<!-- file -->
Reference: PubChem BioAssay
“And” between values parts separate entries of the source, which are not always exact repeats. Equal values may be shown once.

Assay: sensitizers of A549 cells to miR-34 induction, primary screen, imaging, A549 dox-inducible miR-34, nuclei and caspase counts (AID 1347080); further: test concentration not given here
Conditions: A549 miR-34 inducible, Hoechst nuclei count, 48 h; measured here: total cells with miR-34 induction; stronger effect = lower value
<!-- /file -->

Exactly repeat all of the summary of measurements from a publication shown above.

Reference: PubChem BioAssay
“And” between values parts separate entries of the source, which are not always exact repeats. Equal values may be shown once.

Assay: sensitizers of A549 cells to miR-34 induction, primary screen, imaging, A549 dox-inducible miR-34, nuclei and caspase counts (AID 1347080); further: test concentration not given here
Conditions: A549 miR-34 inducible, Hoechst nuclei count, 48 h; measured here: total cells with miR-34 induction; stronger effect = lower value